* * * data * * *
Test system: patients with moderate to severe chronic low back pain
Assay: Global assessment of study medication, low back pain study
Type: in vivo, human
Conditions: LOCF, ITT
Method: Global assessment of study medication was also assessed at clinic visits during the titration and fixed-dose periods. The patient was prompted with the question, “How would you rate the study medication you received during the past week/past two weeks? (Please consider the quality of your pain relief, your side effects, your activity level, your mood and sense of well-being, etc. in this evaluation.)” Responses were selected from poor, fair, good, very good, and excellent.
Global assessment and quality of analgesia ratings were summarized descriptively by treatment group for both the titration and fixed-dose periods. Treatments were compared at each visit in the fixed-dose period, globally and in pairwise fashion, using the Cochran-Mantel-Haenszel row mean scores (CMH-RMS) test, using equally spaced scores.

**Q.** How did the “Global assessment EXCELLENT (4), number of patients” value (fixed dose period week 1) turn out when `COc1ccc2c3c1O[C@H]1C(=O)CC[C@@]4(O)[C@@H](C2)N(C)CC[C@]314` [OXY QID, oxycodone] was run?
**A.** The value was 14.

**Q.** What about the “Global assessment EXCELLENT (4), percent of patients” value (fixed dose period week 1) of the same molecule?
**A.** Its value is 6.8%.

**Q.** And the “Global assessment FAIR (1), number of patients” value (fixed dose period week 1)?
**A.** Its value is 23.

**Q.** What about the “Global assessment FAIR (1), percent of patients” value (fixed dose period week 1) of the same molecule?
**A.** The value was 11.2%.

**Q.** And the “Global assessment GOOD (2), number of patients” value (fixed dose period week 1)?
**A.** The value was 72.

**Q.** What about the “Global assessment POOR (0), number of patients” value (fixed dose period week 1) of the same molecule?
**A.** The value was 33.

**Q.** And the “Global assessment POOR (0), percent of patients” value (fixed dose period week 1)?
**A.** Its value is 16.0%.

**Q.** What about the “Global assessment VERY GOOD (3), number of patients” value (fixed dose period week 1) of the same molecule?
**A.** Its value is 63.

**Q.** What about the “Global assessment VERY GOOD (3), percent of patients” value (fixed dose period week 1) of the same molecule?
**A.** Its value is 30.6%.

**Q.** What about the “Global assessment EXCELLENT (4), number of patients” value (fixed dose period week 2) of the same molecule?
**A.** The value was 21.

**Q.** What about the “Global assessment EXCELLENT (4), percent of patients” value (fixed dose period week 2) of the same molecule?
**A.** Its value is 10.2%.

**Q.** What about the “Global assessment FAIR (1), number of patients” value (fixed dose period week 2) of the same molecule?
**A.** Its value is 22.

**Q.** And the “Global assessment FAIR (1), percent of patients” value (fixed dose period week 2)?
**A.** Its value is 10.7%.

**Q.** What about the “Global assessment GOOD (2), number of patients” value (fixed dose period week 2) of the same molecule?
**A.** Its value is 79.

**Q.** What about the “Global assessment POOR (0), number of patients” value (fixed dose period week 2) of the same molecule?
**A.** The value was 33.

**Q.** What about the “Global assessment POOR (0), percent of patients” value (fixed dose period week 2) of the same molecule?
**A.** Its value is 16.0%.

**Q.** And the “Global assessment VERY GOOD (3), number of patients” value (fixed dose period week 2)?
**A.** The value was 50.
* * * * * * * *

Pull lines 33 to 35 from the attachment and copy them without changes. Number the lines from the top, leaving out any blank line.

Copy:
**Q.** What about the “Global assessment GOOD (2), number of patients” value (fixed dose period week 2) of the same molecule?
**A.** Its value is 79.

**Q.** What about the “Global assessment POOR (0), number of patients” value (fixed dose period week 2) of the same molecule?